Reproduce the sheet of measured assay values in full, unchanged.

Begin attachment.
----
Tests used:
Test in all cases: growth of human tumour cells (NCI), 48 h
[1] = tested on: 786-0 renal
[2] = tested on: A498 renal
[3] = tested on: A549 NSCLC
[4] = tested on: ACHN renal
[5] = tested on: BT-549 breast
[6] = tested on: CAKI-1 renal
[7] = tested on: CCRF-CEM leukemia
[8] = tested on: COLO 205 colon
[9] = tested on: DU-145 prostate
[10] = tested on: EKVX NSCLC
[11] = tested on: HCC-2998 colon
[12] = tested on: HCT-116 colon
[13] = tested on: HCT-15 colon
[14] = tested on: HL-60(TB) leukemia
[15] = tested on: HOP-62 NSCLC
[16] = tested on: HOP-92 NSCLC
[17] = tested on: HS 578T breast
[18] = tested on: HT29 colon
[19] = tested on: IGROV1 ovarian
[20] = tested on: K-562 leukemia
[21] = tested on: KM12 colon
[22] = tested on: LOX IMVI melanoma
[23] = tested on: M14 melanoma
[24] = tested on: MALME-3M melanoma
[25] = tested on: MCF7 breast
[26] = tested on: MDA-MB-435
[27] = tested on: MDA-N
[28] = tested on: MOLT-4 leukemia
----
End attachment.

Tests used:
Test in all cases: growth of human tumour cells (NCI), 48 h
[1] = tested on: 786-0 renal
[2] = tested on: A498 renal
[3] = tested on: A549 NSCLC
[4] = tested on: ACHN renal
[5] = tested on: BT-549 breast
[6] = tested on: CAKI-1 renal
[7] = tested on: CCRF-CEM leukemia
[8] = tested on: COLO 205 colon
[9] = tested on: DU-145 prostate
[10] = tested on: EKVX NSCLC
[11] = tested on: HCC-2998 colon
[12] = tested on: HCT-116 colon
[13] = tested on: HCT-15 colon
[14] = tested on: HL-60(TB) leukemia
[15] = tested on: HOP-62 NSCLC
[16] = tested on: HOP-92 NSCLC
[17] = tested on: HS 578T breast
[18] = tested on: HT29 colon
[19] = tested on: IGROV1 ovarian
[20] = tested on: K-562 leukemia
[21] = tested on: KM12 colon
[22] = tested on: LOX IMVI melanoma
[23] = tested on: M14 melanoma
[24] = tested on: MALME-3M melanoma
[25] = tested on: MCF7 breast
[26] = tested on: MDA-MB-435
[27] = tested on: MDA-N
[28] = tested on: MOLT-4 leukemia